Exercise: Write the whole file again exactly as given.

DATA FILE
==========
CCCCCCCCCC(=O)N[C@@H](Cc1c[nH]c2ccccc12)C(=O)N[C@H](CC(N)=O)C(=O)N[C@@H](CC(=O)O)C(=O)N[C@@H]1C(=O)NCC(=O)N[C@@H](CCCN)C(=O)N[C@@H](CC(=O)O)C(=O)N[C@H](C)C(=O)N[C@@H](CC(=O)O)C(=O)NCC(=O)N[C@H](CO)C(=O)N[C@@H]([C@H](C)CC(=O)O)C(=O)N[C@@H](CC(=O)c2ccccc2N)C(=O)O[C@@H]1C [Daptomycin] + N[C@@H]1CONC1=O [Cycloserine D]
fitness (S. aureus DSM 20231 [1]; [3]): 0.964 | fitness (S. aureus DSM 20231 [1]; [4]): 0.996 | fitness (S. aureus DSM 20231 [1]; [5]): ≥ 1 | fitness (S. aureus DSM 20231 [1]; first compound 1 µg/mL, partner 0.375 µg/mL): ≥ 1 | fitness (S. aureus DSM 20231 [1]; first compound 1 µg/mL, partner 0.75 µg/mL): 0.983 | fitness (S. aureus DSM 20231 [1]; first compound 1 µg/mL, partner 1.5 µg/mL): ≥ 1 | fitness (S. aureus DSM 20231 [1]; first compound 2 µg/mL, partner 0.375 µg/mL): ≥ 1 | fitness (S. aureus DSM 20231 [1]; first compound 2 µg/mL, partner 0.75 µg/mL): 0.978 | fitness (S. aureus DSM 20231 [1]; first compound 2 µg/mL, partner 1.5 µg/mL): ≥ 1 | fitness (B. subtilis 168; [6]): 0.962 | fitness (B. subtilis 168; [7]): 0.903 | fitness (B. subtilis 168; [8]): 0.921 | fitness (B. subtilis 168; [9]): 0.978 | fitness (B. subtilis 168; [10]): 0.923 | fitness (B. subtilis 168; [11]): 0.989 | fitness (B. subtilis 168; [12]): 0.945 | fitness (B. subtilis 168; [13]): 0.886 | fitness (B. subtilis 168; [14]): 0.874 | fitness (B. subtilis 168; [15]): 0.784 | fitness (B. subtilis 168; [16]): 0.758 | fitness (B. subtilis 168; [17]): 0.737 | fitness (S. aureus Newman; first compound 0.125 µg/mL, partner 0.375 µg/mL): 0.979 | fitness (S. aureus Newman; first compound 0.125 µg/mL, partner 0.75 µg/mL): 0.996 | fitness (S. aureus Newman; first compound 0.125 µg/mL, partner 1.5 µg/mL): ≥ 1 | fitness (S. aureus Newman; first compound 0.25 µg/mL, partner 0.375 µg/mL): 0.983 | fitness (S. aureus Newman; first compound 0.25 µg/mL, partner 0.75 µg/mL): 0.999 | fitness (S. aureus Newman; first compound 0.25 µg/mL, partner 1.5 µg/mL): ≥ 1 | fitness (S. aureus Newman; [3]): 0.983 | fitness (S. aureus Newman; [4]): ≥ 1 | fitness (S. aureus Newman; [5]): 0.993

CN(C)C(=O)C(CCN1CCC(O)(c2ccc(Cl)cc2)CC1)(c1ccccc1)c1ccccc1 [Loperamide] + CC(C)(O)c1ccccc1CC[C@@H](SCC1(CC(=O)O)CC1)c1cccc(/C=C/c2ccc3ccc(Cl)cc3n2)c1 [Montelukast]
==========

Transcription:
CCCCCCCCCC(=O)N[C@@H](Cc1c[nH]c2ccccc12)C(=O)N[C@H](CC(N)=O)C(=O)N[C@@H](CC(=O)O)C(=O)N[C@@H]1C(=O)NCC(=O)N[C@@H](CCCN)C(=O)N[C@@H](CC(=O)O)C(=O)N[C@H](C)C(=O)N[C@@H](CC(=O)O)C(=O)NCC(=O)N[C@H](CO)C(=O)N[C@@H]([C@H](C)CC(=O)O)C(=O)N[C@@H](CC(=O)c2ccccc2N)C(=O)O[C@@H]1C [Daptomycin] + N[C@@H]1CONC1=O [Cycloserine D]
fitness (S. aureus DSM 20231 [1]; [3]): 0.964 | fitness (S. aureus DSM 20231 [1]; [4]): 0.996 | fitness (S. aureus DSM 20231 [1]; [5]): ≥ 1 | fitness (S. aureus DSM 20231 [1]; first compound 1 µg/mL, partner 0.375 µg/mL): ≥ 1 | fitness (S. aureus DSM 20231 [1]; first compound 1 µg/mL, partner 0.75 µg/mL): 0.983 | fitness (S. aureus DSM 20231 [1]; first compound 1 µg/mL, partner 1.5 µg/mL): ≥ 1 | fitness (S. aureus DSM 20231 [1]; first compound 2 µg/mL, partner 0.375 µg/mL): ≥ 1 | fitness (S. aureus DSM 20231 [1]; first compound 2 µg/mL, partner 0.75 µg/mL): 0.978 | fitness (S. aureus DSM 20231 [1]; first compound 2 µg/mL, partner 1.5 µg/mL): ≥ 1 | fitness (B. subtilis 168; [6]): 0.962 | fitness (B. subtilis 168; [7]): 0.903 | fitness (B. subtilis 168; [8]): 0.921 | fitness (B. subtilis 168; [9]): 0.978 | fitness (B. subtilis 168; [10]): 0.923 | fitness (B. subtilis 168; [11]): 0.989 | fitness (B. subtilis 168; [12]): 0.945 | fitness (B. subtilis 168; [13]): 0.886 | fitness (B. subtilis 168; [14]): 0.874 | fitness (B. subtilis 168; [15]): 0.784 | fitness (B. subtilis 168; [16]): 0.758 | fitness (B. subtilis 168; [17]): 0.737 | fitness (S. aureus Newman; first compound 0.125 µg/mL, partner 0.375 µg/mL): 0.979 | fitness (S. aureus Newman; first compound 0.125 µg/mL, partner 0.75 µg/mL): 0.996 | fitness (S. aureus Newman; first compound 0.125 µg/mL, partner 1.5 µg/mL): ≥ 1 | fitness (S. aureus Newman; first compound 0.25 µg/mL, partner 0.375 µg/mL): 0.983 | fitness (S. aureus Newman; first compound 0.25 µg/mL, partner 0.75 µg/mL): 0.999 | fitness (S. aureus Newman; first compound 0.25 µg/mL, partner 1.5 µg/mL): ≥ 1 | fitness (S. aureus Newman; [3]): 0.983 | fitness (S. aureus Newman; [4]): ≥ 1 | fitness (S. aureus Newman; [5]): 0.993

CN(C)C(=O)C(CCN1CCC(O)(c2ccc(Cl)cc2)CC1)(c1ccccc1)c1ccccc1 [Loperamide] + CC(C)(O)c1ccccc1CC[C@@H](SCC1(CC(=O)O)CC1)c1cccc(/C=C/c2ccc3ccc(Cl)cc3n2)c1 [Montelukast]